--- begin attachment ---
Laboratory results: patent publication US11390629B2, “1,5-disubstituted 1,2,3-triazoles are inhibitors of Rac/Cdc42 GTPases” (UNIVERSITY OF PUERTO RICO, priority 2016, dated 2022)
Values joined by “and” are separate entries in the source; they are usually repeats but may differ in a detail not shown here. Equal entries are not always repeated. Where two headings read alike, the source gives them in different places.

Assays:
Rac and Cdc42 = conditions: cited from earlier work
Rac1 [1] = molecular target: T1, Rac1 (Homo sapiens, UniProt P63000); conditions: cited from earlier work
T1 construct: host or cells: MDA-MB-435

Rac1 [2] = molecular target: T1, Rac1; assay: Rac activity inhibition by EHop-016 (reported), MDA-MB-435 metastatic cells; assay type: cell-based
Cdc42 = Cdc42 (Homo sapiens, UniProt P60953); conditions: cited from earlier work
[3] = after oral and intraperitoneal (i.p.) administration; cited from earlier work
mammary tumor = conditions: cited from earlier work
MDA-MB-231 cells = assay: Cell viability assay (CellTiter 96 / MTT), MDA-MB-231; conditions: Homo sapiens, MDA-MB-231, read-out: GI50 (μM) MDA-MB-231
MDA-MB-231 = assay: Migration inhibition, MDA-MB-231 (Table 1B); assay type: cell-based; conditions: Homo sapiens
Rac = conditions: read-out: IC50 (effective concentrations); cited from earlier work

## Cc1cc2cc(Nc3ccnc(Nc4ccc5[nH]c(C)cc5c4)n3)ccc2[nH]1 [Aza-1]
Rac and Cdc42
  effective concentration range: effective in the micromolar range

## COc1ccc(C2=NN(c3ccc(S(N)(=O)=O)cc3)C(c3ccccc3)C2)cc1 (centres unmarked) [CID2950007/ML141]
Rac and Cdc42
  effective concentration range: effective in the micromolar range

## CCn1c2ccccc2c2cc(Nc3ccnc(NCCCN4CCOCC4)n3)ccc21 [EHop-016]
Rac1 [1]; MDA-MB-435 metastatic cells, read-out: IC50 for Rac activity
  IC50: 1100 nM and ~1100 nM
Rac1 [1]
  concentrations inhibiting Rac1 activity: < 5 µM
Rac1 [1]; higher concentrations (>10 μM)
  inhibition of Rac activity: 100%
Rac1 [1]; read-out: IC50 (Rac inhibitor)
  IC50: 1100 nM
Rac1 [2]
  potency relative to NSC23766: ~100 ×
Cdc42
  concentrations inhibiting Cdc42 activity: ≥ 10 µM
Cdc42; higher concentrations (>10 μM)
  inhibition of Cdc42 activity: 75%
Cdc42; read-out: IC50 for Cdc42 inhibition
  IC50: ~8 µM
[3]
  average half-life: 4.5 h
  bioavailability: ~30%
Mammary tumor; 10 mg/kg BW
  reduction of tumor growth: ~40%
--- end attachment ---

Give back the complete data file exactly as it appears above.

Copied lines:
Laboratory results: patent publication US11390629B2, “1,5-disubstituted 1,2,3-triazoles are inhibitors of Rac/Cdc42 GTPases” (UNIVERSITY OF PUERTO RICO, priority 2016, dated 2022)
Values joined by “and” are separate entries in the source; they are usually repeats but may differ in a detail not shown here. Equal entries are not always repeated. Where two headings read alike, the source gives them in different places.

Assays:
Rac and Cdc42 = conditions: cited from earlier work
Rac1 [1] = molecular target: T1, Rac1 (Homo sapiens, UniProt P63000); conditions: cited from earlier work
T1 construct: host or cells: MDA-MB-435

Rac1 [2] = molecular target: T1, Rac1; assay: Rac activity inhibition by EHop-016 (reported), MDA-MB-435 metastatic cells; assay type: cell-based
Cdc42 = Cdc42 (Homo sapiens, UniProt P60953); conditions: cited from earlier work
[3] = after oral and intraperitoneal (i.p.) administration; cited from earlier work
mammary tumor = conditions: cited from earlier work
MDA-MB-231 cells = assay: Cell viability assay (CellTiter 96 / MTT), MDA-MB-231; conditions: Homo sapiens, MDA-MB-231, read-out: GI50 (μM) MDA-MB-231
MDA-MB-231 = assay: Migration inhibition, MDA-MB-231 (Table 1B); assay type: cell-based; conditions: Homo sapiens
Rac = conditions: read-out: IC50 (effective concentrations); cited from earlier work

## Cc1cc2cc(Nc3ccnc(Nc4ccc5[nH]c(C)cc5c4)n3)ccc2[nH]1 [Aza-1]
Rac and Cdc42
  effective concentration range: effective in the micromolar range

## COc1ccc(C2=NN(c3ccc(S(N)(=O)=O)cc3)C(c3ccccc3)C2)cc1 (centres unmarked) [CID2950007/ML141]
Rac and Cdc42
  effective concentration range: effective in the micromolar range

## CCn1c2ccccc2c2cc(Nc3ccnc(NCCCN4CCOCC4)n3)ccc21 [EHop-016]
Rac1 [1]; MDA-MB-435 metastatic cells, read-out: IC50 for Rac activity
  IC50: 1100 nM and ~1100 nM
Rac1 [1]
  concentrations inhibiting Rac1 activity: < 5 µM
Rac1 [1]; higher concentrations (>10 μM)
  inhibition of Rac activity: 100%
Rac1 [1]; read-out: IC50 (Rac inhibitor)
  IC50: 1100 nM
Rac1 [2]
  potency relative to NSC23766: ~100 ×
Cdc42
  concentrations inhibiting Cdc42 activity: ≥ 10 µM
Cdc42; higher concentrations (>10 μM)
  inhibition of Cdc42 activity: 75%
Cdc42; read-out: IC50 for Cdc42 inhibition
  IC50: ~8 µM
[3]
  average half-life: 4.5 h
  bioavailability: ~30%
Mammary tumor; 10 mg/kg BW
  reduction of tumor growth: ~40%